3. Zine contacts. Feel like contacting the promotions department at Conversion Records – or maybe a member of Kerosene 454? I’m your man….
I can count on both hands the number of addresses that I’m carrying over, and I’m unsure about the updatedness of about 2/3 of those…
The other odd rush of nostalgia, to be honest, is the references to prospective summer jobs, dating to my early college days. Contacts at the local Barnes & Noble, Nobody Beats the Wiz….ah, nostalgia.
Lost in Translation is every bit as good as you’ve heard it is.
This, for what it’s worth, was an interesting read.
Eleven thirty-eight on September 11th, 2003.
I’d thought about posting something today, and have spent a good amount of time trying to figure out exactly what that would/should be.
It’s not quite coming.
Last year, I worked a normal day, and made my way to Carroll Gardens after work, where I met some friends, including these two, for drinks. It was a good night; a crisp, bittersweet night in the early autumn. It felt reassuring to be sitting in a garden with people dear to me.
Today, I feel mostly numb.
It’s entirely possible that this numbness is hiding a deeper sense of disquiet; I can’t honestly say. But one year ago, there was still that sense of regeneration, of hope in the face of loss. This year, it seems as though the tragedy of two years ago has been co-opted by groups on both the right and left, for less-than-altruistic ends. The international goodwill that moved me so much is, seemingly, gone. My belief in an event that could transcend politics – which gave me a fragment of hope after everything had happened – is lost.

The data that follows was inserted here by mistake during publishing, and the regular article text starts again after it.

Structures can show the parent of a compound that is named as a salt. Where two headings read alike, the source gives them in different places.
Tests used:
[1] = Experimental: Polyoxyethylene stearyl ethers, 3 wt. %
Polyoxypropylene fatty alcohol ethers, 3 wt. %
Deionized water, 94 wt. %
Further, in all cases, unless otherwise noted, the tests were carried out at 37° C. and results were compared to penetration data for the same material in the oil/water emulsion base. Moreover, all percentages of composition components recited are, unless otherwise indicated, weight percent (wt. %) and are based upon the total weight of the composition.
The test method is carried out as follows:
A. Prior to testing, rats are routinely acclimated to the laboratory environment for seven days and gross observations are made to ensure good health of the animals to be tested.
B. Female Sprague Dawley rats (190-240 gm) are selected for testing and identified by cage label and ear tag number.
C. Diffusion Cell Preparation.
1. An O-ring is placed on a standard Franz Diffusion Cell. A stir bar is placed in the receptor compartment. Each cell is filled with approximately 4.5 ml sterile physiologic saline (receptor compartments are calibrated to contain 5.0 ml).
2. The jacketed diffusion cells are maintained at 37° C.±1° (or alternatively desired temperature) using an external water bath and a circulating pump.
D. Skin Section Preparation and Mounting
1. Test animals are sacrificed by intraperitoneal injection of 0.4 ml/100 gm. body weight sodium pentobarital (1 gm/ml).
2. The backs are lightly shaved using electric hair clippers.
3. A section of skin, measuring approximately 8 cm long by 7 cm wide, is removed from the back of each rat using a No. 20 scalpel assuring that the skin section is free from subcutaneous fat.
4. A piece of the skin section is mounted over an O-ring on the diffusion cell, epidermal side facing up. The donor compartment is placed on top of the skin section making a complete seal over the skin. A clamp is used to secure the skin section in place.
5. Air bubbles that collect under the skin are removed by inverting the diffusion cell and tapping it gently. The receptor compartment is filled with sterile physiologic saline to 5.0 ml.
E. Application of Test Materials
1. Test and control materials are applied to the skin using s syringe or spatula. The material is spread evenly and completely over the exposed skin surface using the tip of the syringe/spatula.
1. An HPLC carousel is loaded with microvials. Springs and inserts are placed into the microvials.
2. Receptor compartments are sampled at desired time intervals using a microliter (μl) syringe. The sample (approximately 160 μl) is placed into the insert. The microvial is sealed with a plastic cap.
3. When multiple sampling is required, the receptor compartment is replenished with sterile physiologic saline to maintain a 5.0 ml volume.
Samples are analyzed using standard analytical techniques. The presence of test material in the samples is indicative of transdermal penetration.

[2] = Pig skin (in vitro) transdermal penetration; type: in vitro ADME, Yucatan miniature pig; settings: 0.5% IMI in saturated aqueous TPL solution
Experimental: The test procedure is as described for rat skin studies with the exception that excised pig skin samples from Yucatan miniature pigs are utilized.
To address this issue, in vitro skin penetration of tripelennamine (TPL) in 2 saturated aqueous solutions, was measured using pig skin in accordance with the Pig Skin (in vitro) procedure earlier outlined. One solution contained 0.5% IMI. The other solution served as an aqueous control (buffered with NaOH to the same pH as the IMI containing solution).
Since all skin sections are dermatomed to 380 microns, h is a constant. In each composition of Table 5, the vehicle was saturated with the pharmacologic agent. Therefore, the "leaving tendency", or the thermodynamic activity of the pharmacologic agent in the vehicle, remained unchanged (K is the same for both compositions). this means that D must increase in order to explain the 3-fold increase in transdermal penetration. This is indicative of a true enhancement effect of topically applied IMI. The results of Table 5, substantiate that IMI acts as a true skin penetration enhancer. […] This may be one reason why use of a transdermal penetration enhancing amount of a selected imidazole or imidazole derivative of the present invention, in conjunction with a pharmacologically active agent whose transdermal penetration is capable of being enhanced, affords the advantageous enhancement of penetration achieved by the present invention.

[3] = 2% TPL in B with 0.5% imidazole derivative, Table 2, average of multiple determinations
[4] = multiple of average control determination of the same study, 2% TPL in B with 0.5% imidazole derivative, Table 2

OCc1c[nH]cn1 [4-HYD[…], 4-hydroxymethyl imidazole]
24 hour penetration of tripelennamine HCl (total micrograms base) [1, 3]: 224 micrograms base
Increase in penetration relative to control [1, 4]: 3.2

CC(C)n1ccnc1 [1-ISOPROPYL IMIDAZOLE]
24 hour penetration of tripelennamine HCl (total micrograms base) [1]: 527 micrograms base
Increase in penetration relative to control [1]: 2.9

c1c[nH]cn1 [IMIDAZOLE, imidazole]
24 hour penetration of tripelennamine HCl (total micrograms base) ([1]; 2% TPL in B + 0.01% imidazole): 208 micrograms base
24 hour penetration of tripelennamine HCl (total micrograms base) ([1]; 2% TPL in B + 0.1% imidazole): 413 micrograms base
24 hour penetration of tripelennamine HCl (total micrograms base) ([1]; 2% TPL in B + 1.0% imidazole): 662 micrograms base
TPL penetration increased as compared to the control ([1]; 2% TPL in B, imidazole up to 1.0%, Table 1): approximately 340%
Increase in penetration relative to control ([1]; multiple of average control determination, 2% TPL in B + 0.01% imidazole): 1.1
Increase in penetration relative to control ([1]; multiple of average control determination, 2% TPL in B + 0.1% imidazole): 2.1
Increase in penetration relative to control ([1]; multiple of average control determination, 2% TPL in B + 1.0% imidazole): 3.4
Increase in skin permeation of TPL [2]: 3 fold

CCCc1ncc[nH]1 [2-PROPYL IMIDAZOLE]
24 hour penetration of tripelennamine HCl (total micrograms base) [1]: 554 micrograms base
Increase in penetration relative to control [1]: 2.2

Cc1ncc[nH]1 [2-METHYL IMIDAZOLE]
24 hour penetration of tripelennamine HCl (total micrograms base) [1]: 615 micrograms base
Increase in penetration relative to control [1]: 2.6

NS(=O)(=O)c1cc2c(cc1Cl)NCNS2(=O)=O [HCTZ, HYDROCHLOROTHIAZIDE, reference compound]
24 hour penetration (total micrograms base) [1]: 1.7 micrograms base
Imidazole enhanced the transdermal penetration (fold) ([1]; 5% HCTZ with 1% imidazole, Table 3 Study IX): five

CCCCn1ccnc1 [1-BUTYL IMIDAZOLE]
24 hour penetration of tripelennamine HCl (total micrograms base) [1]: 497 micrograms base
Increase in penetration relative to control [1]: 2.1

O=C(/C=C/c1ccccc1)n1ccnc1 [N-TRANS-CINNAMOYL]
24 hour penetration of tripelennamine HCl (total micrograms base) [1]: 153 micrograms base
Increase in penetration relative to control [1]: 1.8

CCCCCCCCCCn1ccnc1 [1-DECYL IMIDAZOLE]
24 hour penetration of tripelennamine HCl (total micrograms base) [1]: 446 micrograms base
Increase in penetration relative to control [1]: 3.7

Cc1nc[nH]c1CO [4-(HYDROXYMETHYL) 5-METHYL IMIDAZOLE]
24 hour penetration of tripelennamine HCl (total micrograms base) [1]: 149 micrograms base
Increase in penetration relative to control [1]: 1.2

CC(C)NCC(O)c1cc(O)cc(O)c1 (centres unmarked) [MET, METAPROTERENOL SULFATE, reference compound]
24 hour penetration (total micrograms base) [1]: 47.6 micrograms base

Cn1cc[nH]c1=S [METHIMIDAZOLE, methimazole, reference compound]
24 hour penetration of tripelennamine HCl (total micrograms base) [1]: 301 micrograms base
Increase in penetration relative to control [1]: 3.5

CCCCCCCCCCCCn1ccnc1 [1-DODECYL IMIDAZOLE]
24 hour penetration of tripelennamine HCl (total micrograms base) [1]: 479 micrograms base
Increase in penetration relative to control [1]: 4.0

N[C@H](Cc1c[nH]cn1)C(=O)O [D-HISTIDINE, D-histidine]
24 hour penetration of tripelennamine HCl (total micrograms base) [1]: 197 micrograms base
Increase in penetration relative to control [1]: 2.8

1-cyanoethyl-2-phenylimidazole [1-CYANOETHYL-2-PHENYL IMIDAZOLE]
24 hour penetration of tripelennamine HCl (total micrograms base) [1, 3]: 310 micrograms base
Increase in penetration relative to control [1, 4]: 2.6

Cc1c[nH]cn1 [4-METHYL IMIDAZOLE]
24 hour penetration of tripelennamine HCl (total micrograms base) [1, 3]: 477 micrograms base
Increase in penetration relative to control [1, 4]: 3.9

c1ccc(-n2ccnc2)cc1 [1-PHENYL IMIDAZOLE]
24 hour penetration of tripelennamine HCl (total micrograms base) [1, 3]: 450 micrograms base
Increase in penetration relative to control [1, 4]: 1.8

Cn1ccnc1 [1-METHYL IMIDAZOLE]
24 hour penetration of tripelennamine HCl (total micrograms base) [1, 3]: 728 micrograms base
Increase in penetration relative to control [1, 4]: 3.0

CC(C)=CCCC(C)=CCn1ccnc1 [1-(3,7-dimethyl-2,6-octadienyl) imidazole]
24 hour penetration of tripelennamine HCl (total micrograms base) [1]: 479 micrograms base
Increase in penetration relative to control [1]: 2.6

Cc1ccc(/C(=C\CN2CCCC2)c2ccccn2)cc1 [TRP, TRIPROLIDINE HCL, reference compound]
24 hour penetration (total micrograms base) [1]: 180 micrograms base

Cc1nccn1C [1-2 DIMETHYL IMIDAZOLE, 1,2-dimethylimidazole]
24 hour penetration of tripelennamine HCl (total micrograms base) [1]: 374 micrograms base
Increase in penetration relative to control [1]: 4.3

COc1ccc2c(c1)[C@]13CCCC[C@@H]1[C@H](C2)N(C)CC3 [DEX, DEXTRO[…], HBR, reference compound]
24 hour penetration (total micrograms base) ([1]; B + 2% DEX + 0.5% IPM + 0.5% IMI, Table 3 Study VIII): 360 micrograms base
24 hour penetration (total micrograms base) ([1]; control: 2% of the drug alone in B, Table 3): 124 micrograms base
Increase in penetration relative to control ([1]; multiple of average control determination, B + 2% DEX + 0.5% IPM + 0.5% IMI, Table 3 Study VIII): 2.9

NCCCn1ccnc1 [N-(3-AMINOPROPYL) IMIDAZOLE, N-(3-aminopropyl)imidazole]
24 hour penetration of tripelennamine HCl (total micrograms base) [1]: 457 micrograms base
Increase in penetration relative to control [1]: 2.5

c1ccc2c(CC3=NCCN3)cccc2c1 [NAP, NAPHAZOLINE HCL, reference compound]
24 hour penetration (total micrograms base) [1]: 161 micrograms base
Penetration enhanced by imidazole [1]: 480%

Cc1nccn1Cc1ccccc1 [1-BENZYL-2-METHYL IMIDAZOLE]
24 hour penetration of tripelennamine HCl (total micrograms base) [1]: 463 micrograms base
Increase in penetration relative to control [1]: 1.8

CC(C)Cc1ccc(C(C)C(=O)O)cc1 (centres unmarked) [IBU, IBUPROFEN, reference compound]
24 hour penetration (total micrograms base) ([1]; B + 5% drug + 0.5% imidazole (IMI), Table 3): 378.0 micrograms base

Two years later, it’s all sunk in, and I’m left uncertain how to feel. If my lack of feeling is somehow wrong. If my numbness is, ultimately, burying something deeper.
It’s a Will Oldham kind of night.
If you’re at all paying attention to the music coming out of the Vancouver area these days – and you really should be – you really should visit The Hive. What you’ve got here is a plethora of information, including MP3s, on numerous current and defunct bands, including Jerk With a Bomb, Radio Berlin, Frog Eyes, Destroyer, and others (including an obscure band called Hot Hot Heat. Maybe you’ve heard of them).
JWAB’s “To the Grave” is very much worth a download, as is just about anything by the bands mentioned above.
Went to the gym for the first time in a while this morning, trudging over there in a steady downpour of rain. Manhattan Avenue at 7:15 is a fine sight; while I loathe waking up early, there is something enjoyable about the city rousing itself awake.
Sometime in the last few weeks, my fear of flying has minimized itself; the intense need for travel that I felt in the first months of 2001 is back, and it’s an encouraging thing.
There’s more writing to be done tonight. That, too, is encouraging.
I felt like crashing when I left the bar at midnight tonight. I have no idea where this second wind came from, or why it’s lasted so long.
4:35. What the hell?